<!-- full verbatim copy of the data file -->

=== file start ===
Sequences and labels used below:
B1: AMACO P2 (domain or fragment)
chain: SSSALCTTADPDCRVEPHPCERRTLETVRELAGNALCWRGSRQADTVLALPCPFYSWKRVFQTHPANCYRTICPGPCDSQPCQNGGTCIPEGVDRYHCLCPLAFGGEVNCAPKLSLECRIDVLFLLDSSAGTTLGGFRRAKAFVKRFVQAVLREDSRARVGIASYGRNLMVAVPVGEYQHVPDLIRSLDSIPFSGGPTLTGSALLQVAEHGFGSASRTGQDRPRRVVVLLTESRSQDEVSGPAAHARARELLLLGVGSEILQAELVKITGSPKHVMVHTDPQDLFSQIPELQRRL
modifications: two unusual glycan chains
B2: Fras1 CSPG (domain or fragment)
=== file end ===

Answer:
Sequences and labels used below:
B1: AMACO P2 (domain or fragment)
chain: SSSALCTTADPDCRVEPHPCERRTLETVRELAGNALCWRGSRQADTVLALPCPFYSWKRVFQTHPANCYRTICPGPCDSQPCQNGGTCIPEGVDRYHCLCPLAFGGEVNCAPKLSLECRIDVLFLLDSSAGTTLGGFRRAKAFVKRFVQAVLREDSRARVGIASYGRNLMVAVPVGEYQHVPDLIRSLDSIPFSGGPTLTGSALLQVAEHGFGSASRTGQDRPRRVVVLLTESRSQDEVSGPAAHARARELLLLGVGSEILQAELVKITGSPKHVMVHTDPQDLFSQIPELQRRL
modifications: two unusual glycan chains
B2: Fras1 CSPG (domain or fragment)